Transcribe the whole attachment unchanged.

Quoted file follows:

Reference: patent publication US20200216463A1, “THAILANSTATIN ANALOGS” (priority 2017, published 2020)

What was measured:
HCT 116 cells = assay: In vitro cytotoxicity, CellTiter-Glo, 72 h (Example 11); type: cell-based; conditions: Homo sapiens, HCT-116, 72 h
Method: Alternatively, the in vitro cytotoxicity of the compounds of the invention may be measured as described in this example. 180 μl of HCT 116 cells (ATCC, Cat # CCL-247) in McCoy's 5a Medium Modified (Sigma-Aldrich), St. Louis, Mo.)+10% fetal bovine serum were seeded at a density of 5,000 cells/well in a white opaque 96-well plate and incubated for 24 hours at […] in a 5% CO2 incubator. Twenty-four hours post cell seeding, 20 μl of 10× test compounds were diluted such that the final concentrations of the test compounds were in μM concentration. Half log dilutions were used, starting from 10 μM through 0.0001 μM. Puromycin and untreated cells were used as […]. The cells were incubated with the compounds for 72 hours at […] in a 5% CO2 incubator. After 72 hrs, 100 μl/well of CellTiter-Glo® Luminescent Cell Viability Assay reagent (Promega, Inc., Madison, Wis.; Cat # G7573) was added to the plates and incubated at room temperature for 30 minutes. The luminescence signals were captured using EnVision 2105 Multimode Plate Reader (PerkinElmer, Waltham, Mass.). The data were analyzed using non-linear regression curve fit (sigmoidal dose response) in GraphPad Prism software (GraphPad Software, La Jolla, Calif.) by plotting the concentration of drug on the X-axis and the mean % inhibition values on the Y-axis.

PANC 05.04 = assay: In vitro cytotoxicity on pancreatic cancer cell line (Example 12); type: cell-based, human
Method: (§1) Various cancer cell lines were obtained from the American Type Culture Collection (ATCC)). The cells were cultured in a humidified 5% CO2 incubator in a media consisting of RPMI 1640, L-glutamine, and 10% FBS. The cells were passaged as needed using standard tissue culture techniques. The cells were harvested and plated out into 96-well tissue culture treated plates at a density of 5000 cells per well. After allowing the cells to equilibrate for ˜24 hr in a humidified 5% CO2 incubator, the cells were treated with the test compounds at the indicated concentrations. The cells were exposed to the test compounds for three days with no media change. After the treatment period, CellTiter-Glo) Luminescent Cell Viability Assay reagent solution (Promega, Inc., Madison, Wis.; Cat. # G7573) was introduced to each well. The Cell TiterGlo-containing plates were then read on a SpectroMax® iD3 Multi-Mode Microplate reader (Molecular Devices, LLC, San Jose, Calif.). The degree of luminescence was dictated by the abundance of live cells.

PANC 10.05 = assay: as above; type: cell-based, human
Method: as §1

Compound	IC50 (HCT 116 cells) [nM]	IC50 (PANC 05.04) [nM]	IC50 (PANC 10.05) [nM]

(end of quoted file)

Reference: patent publication US20200216463A1, “THAILANSTATIN ANALOGS” (priority 2017, published 2020)

What was measured:
HCT 116 cells = assay: In vitro cytotoxicity, CellTiter-Glo, 72 h (Example 11); type: cell-based; conditions: Homo sapiens, HCT-116, 72 h
Method: Alternatively, the in vitro cytotoxicity of the compounds of the invention may be measured as described in this example. 180 μl of HCT 116 cells (ATCC, Cat # CCL-247) in McCoy's 5a Medium Modified (Sigma-Aldrich), St. Louis, Mo.)+10% fetal bovine serum were seeded at a density of 5,000 cells/well in a white opaque 96-well plate and incubated for 24 hours at […] in a 5% CO2 incubator. Twenty-four hours post cell seeding, 20 μl of 10× test compounds were diluted such that the final concentrations of the test compounds were in μM concentration. Half log dilutions were used, starting from 10 μM through 0.0001 μM. Puromycin and untreated cells were used as […]. The cells were incubated with the compounds for 72 hours at […] in a 5% CO2 incubator. After 72 hrs, 100 μl/well of CellTiter-Glo® Luminescent Cell Viability Assay reagent (Promega, Inc., Madison, Wis.; Cat # G7573) was added to the plates and incubated at room temperature for 30 minutes. The luminescence signals were captured using EnVision 2105 Multimode Plate Reader (PerkinElmer, Waltham, Mass.). The data were analyzed using non-linear regression curve fit (sigmoidal dose response) in GraphPad Prism software (GraphPad Software, La Jolla, Calif.) by plotting the concentration of drug on the X-axis and the mean % inhibition values on the Y-axis.

PANC 05.04 = assay: In vitro cytotoxicity on pancreatic cancer cell line (Example 12); type: cell-based, human
Method: (§1) Various cancer cell lines were obtained from the American Type Culture Collection (ATCC)). The cells were cultured in a humidified 5% CO2 incubator in a media consisting of RPMI 1640, L-glutamine, and 10% FBS. The cells were passaged as needed using standard tissue culture techniques. The cells were harvested and plated out into 96-well tissue culture treated plates at a density of 5000 cells per well. After allowing the cells to equilibrate for ˜24 hr in a humidified 5% CO2 incubator, the cells were treated with the test compounds at the indicated concentrations. The cells were exposed to the test compounds for three days with no media change. After the treatment period, CellTiter-Glo) Luminescent Cell Viability Assay reagent solution (Promega, Inc., Madison, Wis.; Cat. # G7573) was introduced to each well. The Cell TiterGlo-containing plates were then read on a SpectroMax® iD3 Multi-Mode Microplate reader (Molecular Devices, LLC, San Jose, Calif.). The degree of luminescence was dictated by the abundance of live cells.

PANC 10.05 = assay: as above; type: cell-based, human
Method: as §1

Compound	IC50 (HCT 116 cells) [nM]	IC50 (PANC 05.04) [nM]	IC50 (PANC 10.05) [nM]